Quality Program Indicators

The EBD Program Indicators include six elements of effective programming. Each area is treated separately, although in practice they form an interactive whole. Each area is briefly described, followed by a discussion of some issues that impact each area, and suggestions for how teachers and administrators might use them to develop new programs and/or improve existing ones.

  • Environmental management

  • Behavior management

  • Affective education

  • Individuation and personalization

  • Academic

  • Career/life skills/transitions

Environmental Management

Each type of setting is assessed in the Environmental Management section in terms of classroom organization, adequacy of resources, physical space and layout, emotional climate, scheduling, and communication systems. For example, the physical layout of a school and classroom can impact program success in both direct and indirect ways. It is important to have set spaces that reflect positive students outcomes and signal expectations.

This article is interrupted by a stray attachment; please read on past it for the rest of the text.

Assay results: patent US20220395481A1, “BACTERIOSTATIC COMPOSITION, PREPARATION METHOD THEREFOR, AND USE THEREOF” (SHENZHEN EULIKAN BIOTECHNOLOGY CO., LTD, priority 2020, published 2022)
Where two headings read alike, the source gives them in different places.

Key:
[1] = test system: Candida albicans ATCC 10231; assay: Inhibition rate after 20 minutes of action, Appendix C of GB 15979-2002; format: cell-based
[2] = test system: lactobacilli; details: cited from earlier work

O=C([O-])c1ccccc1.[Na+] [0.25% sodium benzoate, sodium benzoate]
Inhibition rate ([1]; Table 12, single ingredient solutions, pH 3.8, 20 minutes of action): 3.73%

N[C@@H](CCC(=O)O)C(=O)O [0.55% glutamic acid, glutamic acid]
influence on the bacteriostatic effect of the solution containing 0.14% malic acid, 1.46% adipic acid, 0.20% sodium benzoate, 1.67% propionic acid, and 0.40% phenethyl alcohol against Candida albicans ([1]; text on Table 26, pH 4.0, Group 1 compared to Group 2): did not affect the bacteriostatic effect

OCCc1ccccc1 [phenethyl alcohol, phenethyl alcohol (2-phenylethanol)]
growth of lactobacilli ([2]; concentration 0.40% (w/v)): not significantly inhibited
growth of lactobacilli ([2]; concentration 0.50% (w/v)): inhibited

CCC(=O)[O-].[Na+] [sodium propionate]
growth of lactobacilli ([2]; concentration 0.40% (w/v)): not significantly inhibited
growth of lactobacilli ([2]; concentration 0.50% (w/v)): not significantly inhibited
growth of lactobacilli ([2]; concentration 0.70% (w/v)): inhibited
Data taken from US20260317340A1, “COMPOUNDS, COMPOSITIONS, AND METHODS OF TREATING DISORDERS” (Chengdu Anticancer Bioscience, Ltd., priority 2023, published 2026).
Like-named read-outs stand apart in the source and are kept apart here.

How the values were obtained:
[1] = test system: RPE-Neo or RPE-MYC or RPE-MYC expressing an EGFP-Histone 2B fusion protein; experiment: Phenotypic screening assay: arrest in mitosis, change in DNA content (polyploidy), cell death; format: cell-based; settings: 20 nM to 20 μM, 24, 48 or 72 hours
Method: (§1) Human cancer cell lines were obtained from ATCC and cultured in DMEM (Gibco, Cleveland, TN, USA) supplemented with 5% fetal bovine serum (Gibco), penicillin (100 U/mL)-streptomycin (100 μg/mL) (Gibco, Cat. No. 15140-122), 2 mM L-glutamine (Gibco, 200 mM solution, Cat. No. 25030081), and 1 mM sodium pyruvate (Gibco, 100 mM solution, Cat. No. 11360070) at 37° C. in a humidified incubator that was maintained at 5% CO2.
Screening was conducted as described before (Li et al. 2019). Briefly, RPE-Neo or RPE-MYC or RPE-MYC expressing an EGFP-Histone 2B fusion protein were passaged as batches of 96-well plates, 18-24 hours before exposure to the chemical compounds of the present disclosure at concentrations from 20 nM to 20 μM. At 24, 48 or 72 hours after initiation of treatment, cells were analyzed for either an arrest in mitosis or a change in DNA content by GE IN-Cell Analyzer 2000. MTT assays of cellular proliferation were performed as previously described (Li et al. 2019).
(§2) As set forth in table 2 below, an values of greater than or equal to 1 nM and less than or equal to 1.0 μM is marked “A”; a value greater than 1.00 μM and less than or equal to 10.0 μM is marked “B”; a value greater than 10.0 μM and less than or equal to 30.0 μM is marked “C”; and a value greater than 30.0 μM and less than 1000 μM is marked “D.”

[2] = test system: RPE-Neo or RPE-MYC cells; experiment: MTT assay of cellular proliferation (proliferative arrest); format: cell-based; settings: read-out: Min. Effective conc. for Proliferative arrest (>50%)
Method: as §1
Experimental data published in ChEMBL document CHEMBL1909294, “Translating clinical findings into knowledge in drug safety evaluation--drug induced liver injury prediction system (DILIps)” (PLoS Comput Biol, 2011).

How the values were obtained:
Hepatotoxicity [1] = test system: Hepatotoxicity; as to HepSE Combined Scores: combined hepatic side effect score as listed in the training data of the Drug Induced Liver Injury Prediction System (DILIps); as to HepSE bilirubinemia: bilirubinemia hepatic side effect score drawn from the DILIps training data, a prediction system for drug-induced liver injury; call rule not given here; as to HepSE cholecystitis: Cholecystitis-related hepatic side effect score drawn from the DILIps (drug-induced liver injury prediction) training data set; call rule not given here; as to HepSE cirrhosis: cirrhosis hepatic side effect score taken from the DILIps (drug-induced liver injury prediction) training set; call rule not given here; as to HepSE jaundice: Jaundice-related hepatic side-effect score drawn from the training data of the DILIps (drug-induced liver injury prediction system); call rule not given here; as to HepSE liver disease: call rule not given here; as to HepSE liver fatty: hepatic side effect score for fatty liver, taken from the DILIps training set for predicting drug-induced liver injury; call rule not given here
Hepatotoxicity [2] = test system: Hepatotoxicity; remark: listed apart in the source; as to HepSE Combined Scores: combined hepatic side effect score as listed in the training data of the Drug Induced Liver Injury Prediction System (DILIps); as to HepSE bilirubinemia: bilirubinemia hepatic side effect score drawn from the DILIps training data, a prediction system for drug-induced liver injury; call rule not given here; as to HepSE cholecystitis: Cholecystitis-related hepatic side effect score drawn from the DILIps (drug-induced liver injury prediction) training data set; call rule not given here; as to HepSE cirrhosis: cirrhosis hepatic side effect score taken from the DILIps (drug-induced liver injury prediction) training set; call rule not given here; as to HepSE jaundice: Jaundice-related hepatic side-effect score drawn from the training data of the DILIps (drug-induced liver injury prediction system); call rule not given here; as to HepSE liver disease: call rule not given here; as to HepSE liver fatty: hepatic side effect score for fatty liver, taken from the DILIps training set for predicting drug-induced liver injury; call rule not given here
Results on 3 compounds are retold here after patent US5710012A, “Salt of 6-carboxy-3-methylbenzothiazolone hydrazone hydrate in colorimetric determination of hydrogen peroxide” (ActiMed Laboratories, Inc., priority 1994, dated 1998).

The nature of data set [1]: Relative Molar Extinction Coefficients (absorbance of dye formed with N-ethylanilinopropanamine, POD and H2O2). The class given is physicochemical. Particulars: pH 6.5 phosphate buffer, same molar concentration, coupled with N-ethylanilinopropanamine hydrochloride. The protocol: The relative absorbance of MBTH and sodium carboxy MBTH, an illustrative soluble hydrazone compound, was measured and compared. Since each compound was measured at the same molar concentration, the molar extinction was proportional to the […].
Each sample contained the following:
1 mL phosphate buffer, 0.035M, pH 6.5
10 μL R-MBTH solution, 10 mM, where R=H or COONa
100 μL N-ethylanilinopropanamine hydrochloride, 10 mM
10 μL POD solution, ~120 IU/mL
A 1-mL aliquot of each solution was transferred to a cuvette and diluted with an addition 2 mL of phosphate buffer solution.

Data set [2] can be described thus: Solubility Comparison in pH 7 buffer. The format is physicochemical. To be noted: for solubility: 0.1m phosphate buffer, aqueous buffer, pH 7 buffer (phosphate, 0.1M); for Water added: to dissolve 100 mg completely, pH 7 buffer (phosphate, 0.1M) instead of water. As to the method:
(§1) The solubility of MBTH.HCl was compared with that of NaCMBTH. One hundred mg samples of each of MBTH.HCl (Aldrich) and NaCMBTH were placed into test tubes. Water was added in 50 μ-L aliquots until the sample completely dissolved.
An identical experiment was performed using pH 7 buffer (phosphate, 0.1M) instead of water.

Behavior Management

Effective behavior management systems focus on supervision rather that total control and involve specialized instruction around students' social needs. This section assesses individual, classroom, and schoolwide systems that teach and encourage appropriate behavior. Effective behavior management includes clear rules and routines, an integrated system of discipline that is coordinated with the whole school system, specific modifications that address individual's needs, and crisis plans to minimize the negative effect of problem events.